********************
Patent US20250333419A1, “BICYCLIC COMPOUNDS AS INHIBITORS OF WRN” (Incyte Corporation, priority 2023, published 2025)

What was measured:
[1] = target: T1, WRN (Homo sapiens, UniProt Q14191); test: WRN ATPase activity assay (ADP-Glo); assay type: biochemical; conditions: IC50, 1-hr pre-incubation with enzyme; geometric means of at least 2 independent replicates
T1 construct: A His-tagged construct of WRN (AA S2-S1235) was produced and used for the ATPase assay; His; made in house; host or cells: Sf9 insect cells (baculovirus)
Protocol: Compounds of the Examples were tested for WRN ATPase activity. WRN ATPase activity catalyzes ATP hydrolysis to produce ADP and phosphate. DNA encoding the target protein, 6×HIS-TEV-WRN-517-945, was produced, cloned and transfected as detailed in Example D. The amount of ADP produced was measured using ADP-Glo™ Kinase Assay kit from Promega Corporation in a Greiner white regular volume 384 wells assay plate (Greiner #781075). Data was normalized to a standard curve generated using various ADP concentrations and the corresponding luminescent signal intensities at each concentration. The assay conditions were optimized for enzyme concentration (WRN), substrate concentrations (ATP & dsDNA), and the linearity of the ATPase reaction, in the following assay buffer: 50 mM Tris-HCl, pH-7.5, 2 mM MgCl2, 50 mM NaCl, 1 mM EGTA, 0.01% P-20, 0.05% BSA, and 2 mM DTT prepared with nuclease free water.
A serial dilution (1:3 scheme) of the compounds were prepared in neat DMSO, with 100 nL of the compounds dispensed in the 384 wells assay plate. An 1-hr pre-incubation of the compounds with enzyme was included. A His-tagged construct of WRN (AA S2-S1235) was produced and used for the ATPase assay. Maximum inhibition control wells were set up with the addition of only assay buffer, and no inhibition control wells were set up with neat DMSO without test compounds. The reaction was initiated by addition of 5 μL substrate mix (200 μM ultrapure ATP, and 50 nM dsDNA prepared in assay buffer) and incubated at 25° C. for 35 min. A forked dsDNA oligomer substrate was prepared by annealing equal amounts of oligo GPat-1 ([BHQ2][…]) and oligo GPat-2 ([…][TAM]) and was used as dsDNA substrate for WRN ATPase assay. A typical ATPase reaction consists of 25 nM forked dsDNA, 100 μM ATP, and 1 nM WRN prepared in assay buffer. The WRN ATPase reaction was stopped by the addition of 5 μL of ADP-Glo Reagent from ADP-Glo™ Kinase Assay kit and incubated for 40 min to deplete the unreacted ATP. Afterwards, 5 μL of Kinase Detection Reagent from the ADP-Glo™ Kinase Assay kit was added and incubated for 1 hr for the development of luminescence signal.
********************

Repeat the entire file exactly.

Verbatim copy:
Patent US20250333419A1, “BICYCLIC COMPOUNDS AS INHIBITORS OF WRN” (Incyte Corporation, priority 2023, published 2025)

What was measured:
[1] = target: T1, WRN (Homo sapiens, UniProt Q14191); test: WRN ATPase activity assay (ADP-Glo); assay type: biochemical; conditions: IC50, 1-hr pre-incubation with enzyme; geometric means of at least 2 independent replicates
T1 construct: A His-tagged construct of WRN (AA S2-S1235) was produced and used for the ATPase assay; His; made in house; host or cells: Sf9 insect cells (baculovirus)
Protocol: Compounds of the Examples were tested for WRN ATPase activity. WRN ATPase activity catalyzes ATP hydrolysis to produce ADP and phosphate. DNA encoding the target protein, 6×HIS-TEV-WRN-517-945, was produced, cloned and transfected as detailed in Example D. The amount of ADP produced was measured using ADP-Glo™ Kinase Assay kit from Promega Corporation in a Greiner white regular volume 384 wells assay plate (Greiner #781075). Data was normalized to a standard curve generated using various ADP concentrations and the corresponding luminescent signal intensities at each concentration. The assay conditions were optimized for enzyme concentration (WRN), substrate concentrations (ATP & dsDNA), and the linearity of the ATPase reaction, in the following assay buffer: 50 mM Tris-HCl, pH-7.5, 2 mM MgCl2, 50 mM NaCl, 1 mM EGTA, 0.01% P-20, 0.05% BSA, and 2 mM DTT prepared with nuclease free water.
A serial dilution (1:3 scheme) of the compounds were prepared in neat DMSO, with 100 nL of the compounds dispensed in the 384 wells assay plate. An 1-hr pre-incubation of the compounds with enzyme was included. A His-tagged construct of WRN (AA S2-S1235) was produced and used for the ATPase assay. Maximum inhibition control wells were set up with the addition of only assay buffer, and no inhibition control wells were set up with neat DMSO without test compounds. The reaction was initiated by addition of 5 μL substrate mix (200 μM ultrapure ATP, and 50 nM dsDNA prepared in assay buffer) and incubated at 25° C. for 35 min. A forked dsDNA oligomer substrate was prepared by annealing equal amounts of oligo GPat-1 ([BHQ2][…]) and oligo GPat-2 ([…][TAM]) and was used as dsDNA substrate for WRN ATPase assay. A typical ATPase reaction consists of 25 nM forked dsDNA, 100 μM ATP, and 1 nM WRN prepared in assay buffer. The WRN ATPase reaction was stopped by the addition of 5 μL of ADP-Glo Reagent from ADP-Glo™ Kinase Assay kit and incubated for 40 min to deplete the unreacted ATP. Afterwards, 5 μL of Kinase Detection Reagent from the ADP-Glo™ Kinase Assay kit was added and incubated for 1 hr for the development of luminescence signal.